Perhaps it’s the new releases, the waterfront location, or the nearby cafes and restaurants that garnered the solitary screen at Edmonds Theater more than a thousand approving thumbs on Facebook. Or maybe it was that historic screen itself, flickering like a time-traveling DeLorean or the fire that engulfs an inexperienced magician’s top hat in an old-fashioned movie house complete with colorful murals and balcony seating. No strangers to performing their movie magic, the cinephile staff members of Edmonds Theater have fostered a devoted following. Generally screening one new movie at a time, they are also known to set aside a day or seven for thematic marathons, which go down even better with candy, nachos, or kettle corn.
Most summer weekends, up to 1,000 cineastes flock to Fremont Outdoor Movies for screenings of pop classics, cult favorites, indie films, and video shorts broadcast via Blu-Ray digital projection with 5.1 THX surround sound. Omitting only the cars and the prohibitions against hand holding, Fremont pays homage to the drive-in theaters of old as warm summer evenings slowly fade into warm summer nights. Audiences of all ages bring lawn chairs, rubber floats, and even sofas to enjoy movies such as Raising Arizona, Sideways, and Caddyshack.
Fremont Outdoor Movies believes that the community of an open-air theater is often the best part of the experience. In addition to regular screenings, they also hold special events such as an Edward Scissorhands_–inspired haircutting contest and a Show Us Your Scar contest to celebrate _Young Frankenstein. Outside the theater, cinephiles can cruise a makeshift food court provided by Mobile Food Rodeo.
Continuing an 80-year tradition of sliver screenings started during its past life as the Bay Theatre, Majestic Bay Theatres melds state-of-the-art equipment with the architectural allure of a vintage movie house. Peepers searching for the latest action flick or rollicking comedy can scan the triplex theater's schedule of notable talkies, including the upcoming drama The Debt starring Helen Mirren and Sam Worthington or the current fantasy spine-tingler Harry Potter and the Deathly Hallows: Part 2. Dolby Digital Surround EX audio systems wash cinephiles in cascades of crystal-clear sound waves unknown in the still, soundless desert of the real world, and plush stadium seats embrace bodies tenderly without obscuring sight lines.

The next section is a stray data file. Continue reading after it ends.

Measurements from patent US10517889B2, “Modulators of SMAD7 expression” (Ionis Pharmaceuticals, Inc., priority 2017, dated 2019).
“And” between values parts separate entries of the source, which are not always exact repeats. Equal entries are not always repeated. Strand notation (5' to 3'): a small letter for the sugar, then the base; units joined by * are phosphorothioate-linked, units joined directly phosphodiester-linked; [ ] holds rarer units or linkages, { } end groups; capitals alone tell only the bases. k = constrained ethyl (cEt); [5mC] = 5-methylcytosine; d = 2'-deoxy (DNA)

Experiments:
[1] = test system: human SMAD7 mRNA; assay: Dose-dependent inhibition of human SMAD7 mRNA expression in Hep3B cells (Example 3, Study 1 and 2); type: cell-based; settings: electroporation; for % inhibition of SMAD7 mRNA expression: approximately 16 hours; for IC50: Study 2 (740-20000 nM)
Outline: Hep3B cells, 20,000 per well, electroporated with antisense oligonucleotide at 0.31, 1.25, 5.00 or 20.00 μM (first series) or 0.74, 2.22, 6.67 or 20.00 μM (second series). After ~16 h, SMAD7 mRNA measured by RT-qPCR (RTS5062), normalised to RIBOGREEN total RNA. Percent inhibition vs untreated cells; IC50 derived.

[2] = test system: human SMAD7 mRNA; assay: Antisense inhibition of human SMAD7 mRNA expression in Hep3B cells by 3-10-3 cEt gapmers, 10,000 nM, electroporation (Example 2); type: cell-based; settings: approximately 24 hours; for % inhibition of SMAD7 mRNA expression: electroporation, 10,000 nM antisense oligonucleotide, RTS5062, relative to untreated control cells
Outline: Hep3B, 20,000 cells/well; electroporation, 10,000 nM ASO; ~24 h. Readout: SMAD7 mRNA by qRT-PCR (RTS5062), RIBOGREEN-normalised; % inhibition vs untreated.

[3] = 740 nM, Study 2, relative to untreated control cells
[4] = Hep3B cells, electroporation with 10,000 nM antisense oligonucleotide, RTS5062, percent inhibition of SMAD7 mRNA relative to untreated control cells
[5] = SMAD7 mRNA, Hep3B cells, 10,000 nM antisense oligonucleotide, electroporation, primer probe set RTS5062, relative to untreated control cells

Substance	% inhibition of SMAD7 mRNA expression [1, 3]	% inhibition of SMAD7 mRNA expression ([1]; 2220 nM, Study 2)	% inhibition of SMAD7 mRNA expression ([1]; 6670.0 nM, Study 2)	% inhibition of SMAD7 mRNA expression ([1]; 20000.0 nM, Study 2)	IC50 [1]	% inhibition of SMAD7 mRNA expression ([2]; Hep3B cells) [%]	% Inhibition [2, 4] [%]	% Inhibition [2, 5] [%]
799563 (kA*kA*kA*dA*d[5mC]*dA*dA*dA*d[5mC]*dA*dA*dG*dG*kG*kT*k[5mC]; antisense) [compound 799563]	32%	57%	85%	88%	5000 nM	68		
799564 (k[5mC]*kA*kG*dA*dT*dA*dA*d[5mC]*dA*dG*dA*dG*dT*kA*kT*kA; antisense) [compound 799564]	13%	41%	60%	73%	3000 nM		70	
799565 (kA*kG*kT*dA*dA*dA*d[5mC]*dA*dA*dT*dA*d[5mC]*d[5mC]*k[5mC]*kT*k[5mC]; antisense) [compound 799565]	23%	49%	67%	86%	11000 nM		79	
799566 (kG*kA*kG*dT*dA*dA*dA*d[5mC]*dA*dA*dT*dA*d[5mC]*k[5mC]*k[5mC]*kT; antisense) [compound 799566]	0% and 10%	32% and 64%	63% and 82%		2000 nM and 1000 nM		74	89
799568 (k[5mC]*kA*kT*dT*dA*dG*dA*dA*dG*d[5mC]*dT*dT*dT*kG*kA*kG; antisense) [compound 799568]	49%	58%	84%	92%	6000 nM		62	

Ready, Set, Bag! documents the quests of eight state-champion grocery baggers as they prepare for the National Grocers Association’s competition for Best Bagger, held every February in Las Vegas. As each contestant trains for the big event and brings order to a chaotic universe one egg carton on top at a time, their life stories and infectious love of what they do will thaw the frozen caveman hearts of any viewer. Best of all, you can stay comfortably reclined on sofa seating during the whole film, as Central Cinema’s wait staff will bring your large popcorn right to you. Practice attentive viewing before the main event with a screening of a new, hand-animated short called Leonardo, from Academy Award nominee Jim Capobianco.
Northwest Film Forum was founded in 1995 by two filmmakers eager to explore their art with an equally eager audience; today, the nonprofit organization screens more than 200 independent and classic films annually, while offering support for filmmakers and more than 60 classes a year for future filmmakers of all ages. Your supporting membership will get you discounted tickets to live performances and special events, access to films at member prices ($6 for regular screenings), and exclusive, members-only invitations to parties and screenings. Members at these levels also receive free large-popcorn refilling privileges at films. To stay plugged into the community, members also get a subscription to the Forum's printed, quarterly calendar and the option to join the weekly email digest. Memberships last a whole year, which makes them great annual gifts for once-yearly events such as birthdays, holidays, and weddings.
Recently renovated with a curved, 90-foot screen and new digital projectors, Seattle Cinerama uses the latest equipment to project new, mainstream releases in an elegant, expansive theater. Guests can sit in plush seats on the balcony or main level to watch crystal-clear feature films, pumped to audio life with Danley subwoofers so that every on-screen explosion rocks the seat and every Woody Allen monologue whips the hair back. Screening blockbuster films and 3-D features, the theater hosts dramas, comedies, and action-packed thrillers, including the soon-to-be-released Sucker Punch, a battle-laden fantasy flick. Moviegoers can also treat taste buds to one free popcorn of any size while feasting corneas on screen-spanning entertainment.